LSSSE Annual Results 2016: Types of Scholarship Awards (Part 1)

This is the first installment in a series of five posts based on data from the 2016 LSSSE survey administration and the 2016 Annual Report. The LSSSE 2016 Annual Report highlights inequities in scholarship policies and the associated consequences for student loan debt. In this post, we summarize the overall prevalence of merit-based and need-based scholarships reported by LSSSE respondents.

The cost of legal education is a topic of considerable interest. Discussions tend to revolve around ever-rising tuition sticker prices. The truth, however, is that relatively few students actually pay sticker price for their legal education. The downturn in law school applications and enrollments has prompted schools to rely more heavily on tuition discounts – mainly, scholarships – as a means of attracting students. Over 70% of the law students surveyed by LSSSE in 2016 reported having received scholarships for their studies – a proportion that would have been unimaginable a decade ago. By forcing schools to be more generous in awarding scholarships, the decreased demand for legal education has been a bright spot for many students.

Merit scholarship funding makes up the bulk of law school scholarship budgets.  American Bar Association data show a vast expansion of merit scholarship funding between 2005 and 2010, and while more current data are limited, all indications are that this trend has continued and likely intensified since that time. Need-based funding, on the other hand, has remained essentially flat. Funding for so-called “need-plus” scholarships increased markedly. These awards are, in theory, need/merit hybrids. Nevertheless, indirect trends suggest these scholarships have little equitable impact, operating as merit scholarships by another name.

Among those respondents who reported receiving a scholarship, 79% of the scholarships were merit-based. Only 21% of the scholarships were need-based. Although the LSSSE data does not capture the dollar amounts of these scholarships, it is clear that law school scholarship policies heavily emphasize merit without regard for differences among students based on background or economic need.

1-1 Scholarship Types

Among those respondents who reported receiving a scholarship, 79% of the scholarships were merit-based. Only 21% of the scholarships were need-based. Although the LSSSE data does not capture the dollar amounts of these scholarships, it is clear that law school scholarship policies heavily emphasize merit without regard for differences among students based on background or economic need.

1-2 Merit Scholarship Percent

In our next two posts, we will discuss some general differences in student demographics between recipients of merit- and need-based scholarships.










LSSSE 2016 Selected Results: Law School Activities

LSSSE 2016 Selected Results

This spring more than 35,000 law students at 72 law schools in the United States and Canada were asked to participate in the LSSSE survey. All JD or LLB students who attended the law school for at least one semester were invited to complete the web-based survey instrument. The average law school response rate in 2016 was 53%.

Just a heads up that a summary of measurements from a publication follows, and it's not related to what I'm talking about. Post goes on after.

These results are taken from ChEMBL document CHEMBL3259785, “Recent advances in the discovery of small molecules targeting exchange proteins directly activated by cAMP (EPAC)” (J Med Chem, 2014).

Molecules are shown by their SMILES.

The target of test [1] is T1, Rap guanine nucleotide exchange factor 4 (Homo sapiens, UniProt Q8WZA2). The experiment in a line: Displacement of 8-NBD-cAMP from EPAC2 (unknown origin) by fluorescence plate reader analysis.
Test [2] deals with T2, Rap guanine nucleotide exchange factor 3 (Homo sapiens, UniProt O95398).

Figures 1 and 2 provide a comparison of LSSSE 2016 U.S. law schools to all ABA-approved law schools (“National”) with regard to the size of the student body and affiliation. The 2016 LSSSE cohort resembles that of the ABA-approved law schools in terms of size and affiliation.

2016 size and aff

Law School Activities

The LSSSE survey focuses on activities in which students participate—both inside and outside the classroom—that influence their learning and personal and professional development.

Table 1 identifies the most and least frequent activities in which students participated. The “most frequent” activities are those in which more than half of respondents participated “often” or “very often.” The “least frequent” activities are those in which more than 25% of students responded “never,” meaning that at least a quarter of students never participated in that activity during this academic year.

Most freq act 3



Law Student Stress

The topic of law student stress has garnered increased attention in legal education. Given the prominence of this issue, LSSSE created a 9-question Law Student Stress Module that was appended to the core survey and administered to a subset of students at 13 law schools. The module gathered 3,716 responses that provide interesting insights into this under-researched but central aspect of the law student experience.

The first question in the module asked respondents:

During the current school year, how would you characterize your level of law school related stress or anxiety?

Respondents were given a 7-point scale to characterize the intensity of their stress or anxiety. The first point on the scale (1) signified no stress; the last point (7) signified “very high” stress. For purposes of the analyses below, we constructed the following three response groupings:

  • High stress/anxiety: 6 or 7